cabinets. The cost of the K computer was over 100 billion Yen ($1.25 billion US) to design and build. Following Moravec, it is unlikely that machines that cost so much will be used to mimic human activity - instead they will be used for 'number-crunching'.
4.4 From Kurzweil's 'The Age of Spiritual Machines' (1999) by 2091: A $1,000 personal computer has as much raw power as the human brain. The summed computational powers of all computers is comparable to the total brainpower of
the human race. Computers are embedded everywhere in the environment (inside of furniture, jewelry, walls, clothing, etc.). By a $1,000 personal computer is 1,000 times more powerful than the human brain.

5.0 What Is Consciousness?
5.1 Consciousness is typically described in terms of phenomenological subjectivity; awareness, a sense of self, which is also applied in contemporary medicine as a continuum (from being fully alert and cognisant to being disorientated, to delerious, to being unconscious and unresponsive). The historical definition suggested social co-knowledge (con- "together" + scire "to know") suggesting moral reasoning (conscientia, conscience) and language. This original use is still applied in law with the concept of legal responsibility with consciousness.
5.2 A handful of monist idealists, particularly common in some branches of religion, consider that all is consciousness. Some monist physicalist philosophers do not think that consciousness is a valid concept on the grounds that it implies a mind-body seperation proposed by Decartes (res cogitans versus res extensa) and argue that all consciousness can be explained by neuro-physical phenomena (e.g., Daniel Dennett). Others have argued that classical physics cannot explain consciousness and have sought quantum mind theories (e.g., Karl H. Pribram and David Bohm, Roger Penrose).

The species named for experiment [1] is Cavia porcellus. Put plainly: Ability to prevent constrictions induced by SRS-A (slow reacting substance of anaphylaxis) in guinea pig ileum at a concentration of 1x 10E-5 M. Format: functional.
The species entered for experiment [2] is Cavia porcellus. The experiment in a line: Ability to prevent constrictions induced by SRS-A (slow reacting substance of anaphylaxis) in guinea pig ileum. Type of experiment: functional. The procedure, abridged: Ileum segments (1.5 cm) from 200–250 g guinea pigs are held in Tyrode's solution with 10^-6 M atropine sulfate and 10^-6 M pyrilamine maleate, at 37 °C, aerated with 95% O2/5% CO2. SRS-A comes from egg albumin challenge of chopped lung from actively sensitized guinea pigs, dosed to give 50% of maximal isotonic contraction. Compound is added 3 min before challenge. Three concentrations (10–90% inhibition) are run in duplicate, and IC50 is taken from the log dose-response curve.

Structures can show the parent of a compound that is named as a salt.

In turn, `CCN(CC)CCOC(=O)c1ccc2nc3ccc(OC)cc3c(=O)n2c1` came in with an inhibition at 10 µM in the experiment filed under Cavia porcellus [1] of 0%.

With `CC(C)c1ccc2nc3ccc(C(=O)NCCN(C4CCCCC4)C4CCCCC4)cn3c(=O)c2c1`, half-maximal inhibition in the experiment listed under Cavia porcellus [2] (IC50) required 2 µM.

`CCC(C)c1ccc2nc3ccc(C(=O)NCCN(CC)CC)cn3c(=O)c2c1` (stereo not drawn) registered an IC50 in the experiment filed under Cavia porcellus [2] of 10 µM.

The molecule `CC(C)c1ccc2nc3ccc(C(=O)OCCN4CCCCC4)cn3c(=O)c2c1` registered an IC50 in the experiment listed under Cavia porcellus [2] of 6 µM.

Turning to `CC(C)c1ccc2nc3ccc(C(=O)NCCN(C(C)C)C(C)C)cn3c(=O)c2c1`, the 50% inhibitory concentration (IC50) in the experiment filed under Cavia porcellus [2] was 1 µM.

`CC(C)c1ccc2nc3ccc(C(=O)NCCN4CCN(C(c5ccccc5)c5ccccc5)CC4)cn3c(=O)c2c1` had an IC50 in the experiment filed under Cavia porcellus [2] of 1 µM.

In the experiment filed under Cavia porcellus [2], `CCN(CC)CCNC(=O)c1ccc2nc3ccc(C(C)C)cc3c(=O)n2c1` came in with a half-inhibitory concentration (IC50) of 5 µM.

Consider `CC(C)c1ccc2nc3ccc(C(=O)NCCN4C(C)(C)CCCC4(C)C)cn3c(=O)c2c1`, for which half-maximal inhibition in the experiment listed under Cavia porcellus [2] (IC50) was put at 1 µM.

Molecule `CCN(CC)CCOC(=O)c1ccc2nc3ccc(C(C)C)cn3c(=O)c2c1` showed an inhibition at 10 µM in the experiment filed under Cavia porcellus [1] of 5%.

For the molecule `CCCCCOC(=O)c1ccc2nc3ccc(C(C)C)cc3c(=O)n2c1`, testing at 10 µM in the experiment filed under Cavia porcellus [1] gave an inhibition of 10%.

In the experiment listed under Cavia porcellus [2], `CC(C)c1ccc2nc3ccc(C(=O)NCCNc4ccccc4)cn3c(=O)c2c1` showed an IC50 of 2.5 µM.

5.3 There is a strong tie between consciousness and language (in its broadest sense). Medical and legal opinion both agree that assessments of consciousness must include the capacity to engage in communication. A concept of 'self' that is beyond the instinctual is only formulated through language and culture with the handful of 'feral children' (e.g., the Genie experience) serving as evidence. Descartes also argued that the lack of language in animals indicated a lack of lack of access to res cogitans, the realm of thought (although many animals have since been shown to engage in fairly sophisticated communication). A more speculative, position was that from Julian Jaynes (The Origin of Consciousness in the Breakdown of the Bicameral Mind (1976) that argued in order of an "inner conversation" to occur, that a bicameral brain was required.